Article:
Thursday, 5 July 2018

THE 'ORRIBLE 'OUSE OF TERRIBLE OLD TAT - Captain Rainbow vs the Green Demon!


Welcome once again dear fiends to the 'Orrible 'Ouse of Terrible Old Tat! Well, the temperatures are still rising, wearing shorts has become a full-time occupation, and the fridge can't make ice fast enough... I really must repair that stuck thermostat in here! Anyhow, it's rather warm and sunny outside too, and during this heatwave we've been exploring the world of the vintage ice lolly. Now then, last time we went back the early 1970s and discovered how leading British lolly merchants Lyons Maid struck gold, or at least a rich vein of pocket money, by inventing assorted cartoony characters for their lollies.

Breaking with the tradition that the name told you the flavour, lollies launched in 1973 such as Captain Cody, Jelly Terror and Freckles sold mostly on the little characters on the wrappers. And after the initial wave, more were to follow. Clearly Lyons Maid were onto to something as other companies began to following their footsteps. One of their big rivals had been Midland Counties, an ice cream maker who had been going since 1898, but in the early '70s got taken over by Lyons Maid. However the company continued to compete with its new owners in the chiller cabinets for several years after. But of course, Lyons Maid's real rivals, Walls, were picking up on the character concept too. Unsurprisingly perhaps, both companies too launched a range of lollies based on home-spun characters.


Now Midland Counties clearly had clocked that the youth market liked their music, and hence we had two lollies aimed at the Top of the Pops crowd, with Pop Stick appearing to be the lolly for '70s teenboppers everywhere. This move that was countered by Walls with the Superstar lolly, which seems to be aimed at the older crowd with a more glam rock feel to it. Likewise Billion Dollar Lolly and Cavalier seemed to be competing on an aspirational tip - with the former appealing to basic notions of wealth, with its gangster-like American tycoon being almost a satire on vulgar commercialism. Whereas the Cavalier proudly recall our own history, appealing to romantic notions of aristocracy. Although quite what pineapple has to do with the Royalist cause I'm not sure. Possibly the pineapple  still had a lingering reputation as something exotic and for rich folks back in the early '70s.

Lyons Maid's Red Devil got not just one but two competitors, in the shape of the Green Demon from Midland Counties and the Little Imp from Walls. Well, imitation is the sincerest form of flattery! And further characters were to follow too in the next few years. Midland Counties' Chocopotamus continued a long line of food products having animal mascots, although it has to be said few were as nattily dressed and quite as prone to outbreaks of jazz hands. Certainly he made Jelly Jumbo from Walls look positively dour. But on the other non-jazz hand, the Ice Warrior lolly took the cheeky move of nicking the name of one of the telly Timelord's recurring foes and creating a new monster around it. Perhaps they aiming to take a slice from the Doctor Who market so successfully exploited by Walls' Daleks Death Ray. Certainly Midland Counties had form for this type of caper - they had launched a lolly called Rocket which was a carbon copy of Walls' Skyray. Although in fairness, Lyons Maid also did a Skyray-alike called Zoom. The Great Ice Lolly Wars were often fought dirty...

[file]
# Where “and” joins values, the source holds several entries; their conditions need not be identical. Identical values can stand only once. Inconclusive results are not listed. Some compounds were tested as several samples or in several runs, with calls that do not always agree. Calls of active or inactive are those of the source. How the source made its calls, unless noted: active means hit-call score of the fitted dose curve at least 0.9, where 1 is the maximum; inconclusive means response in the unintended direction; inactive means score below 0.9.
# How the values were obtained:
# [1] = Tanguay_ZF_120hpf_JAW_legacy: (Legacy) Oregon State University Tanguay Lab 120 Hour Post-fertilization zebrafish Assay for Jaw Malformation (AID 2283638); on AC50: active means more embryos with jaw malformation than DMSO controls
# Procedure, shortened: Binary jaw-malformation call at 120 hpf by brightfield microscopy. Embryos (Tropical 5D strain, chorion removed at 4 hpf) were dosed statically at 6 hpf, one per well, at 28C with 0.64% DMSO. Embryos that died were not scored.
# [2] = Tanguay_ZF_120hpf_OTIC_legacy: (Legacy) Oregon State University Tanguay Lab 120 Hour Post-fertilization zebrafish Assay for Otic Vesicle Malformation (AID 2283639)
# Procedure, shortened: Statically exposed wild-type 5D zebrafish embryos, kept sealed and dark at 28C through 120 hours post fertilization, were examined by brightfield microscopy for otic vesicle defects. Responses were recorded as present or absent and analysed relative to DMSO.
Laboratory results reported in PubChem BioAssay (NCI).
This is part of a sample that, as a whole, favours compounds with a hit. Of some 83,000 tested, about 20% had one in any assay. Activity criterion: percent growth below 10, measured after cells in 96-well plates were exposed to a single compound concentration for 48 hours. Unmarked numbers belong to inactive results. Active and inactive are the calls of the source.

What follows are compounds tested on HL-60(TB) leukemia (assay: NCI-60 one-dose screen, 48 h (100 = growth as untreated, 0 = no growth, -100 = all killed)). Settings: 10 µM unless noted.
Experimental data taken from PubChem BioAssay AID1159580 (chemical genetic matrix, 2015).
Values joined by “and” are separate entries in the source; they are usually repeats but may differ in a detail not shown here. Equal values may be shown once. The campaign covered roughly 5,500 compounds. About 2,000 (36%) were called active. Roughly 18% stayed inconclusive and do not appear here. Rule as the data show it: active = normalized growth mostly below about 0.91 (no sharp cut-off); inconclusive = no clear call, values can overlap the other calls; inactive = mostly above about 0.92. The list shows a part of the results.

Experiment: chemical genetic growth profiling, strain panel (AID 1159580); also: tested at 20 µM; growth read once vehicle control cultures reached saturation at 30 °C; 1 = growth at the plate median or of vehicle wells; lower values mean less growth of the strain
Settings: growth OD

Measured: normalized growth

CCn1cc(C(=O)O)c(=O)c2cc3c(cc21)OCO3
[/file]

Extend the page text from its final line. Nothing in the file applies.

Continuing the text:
Meanwhile back at Lyons Maid HQ, in 1975 they were refining the concept, and they were clearly now looking things that appealed directly to kids. Now in 1974, ITV had decided to air the third season of the 1960s Batman TV series - which so far had not been aired at all in the UK - and the result was a new wave of Bat-mania. Also after a humble beginning in 1972, by the mid-70s Marvel UK was in full flow, reprinting the adventures of Spiderman, the Hulk and the Avengers on a weekly basis. Therefore it was perhaps unsurprising that one of the first new lollies for 1975 had a superhero theme. This icy treat was called Captain Rainbow, and yes, I appreciate how camp he sounds now. Launching in March 1975, for the price of 6p the Captain offered lemonade and strawberry ice, with banana kreem and a choc dip. Sadly the Captain didn't fly for long, whether this was down to having an unusual cocktail of flavours or being three colours short of spectrum we do not know... 

Also big in Britain in the early 1970s were a legion of imported US cop shows, such as Cannon and McCloud, with Kojak in particular (which began aired in the UK in 1974) becoming a hit with the kids due to his penchant of eating lollies (but sadly just the regular non-iced versions) and being bald. And so, deftly spotting a bandwagon gathering speed, in September 1975 Lyons Maid launched Crime Squad, half blackcurrant and half mixed fruits flavour ice on the usual stick. Crime Squad also had an added gimmick too. Now back then nearly all lollies came on wooden sticks, and often had jokes printed on them. However Crime Squad had a rare plastic stick which had a stencil on it which revealed a secret code. Which was just as well, as survivors from the '70s report that flavour of the lolly itself was less than impressive. Arch rival Walls did something similar but instead tried to tap into the hip world of international espionage with the Superspy lolly. Whether the juices in it were shaken or stirred, history does not record, but declassified documents suggest it didn't have a fancy code breaking stick gimmick. 
However plastic sticks were not the only advances being made in cold snack technology, and new gimmicks and branding concepts were just around the corner. A particularly spooky corner in fact, as kids love nothing better than monsters do they?

NEXT TIME - Taste the lolly of Dracula! 



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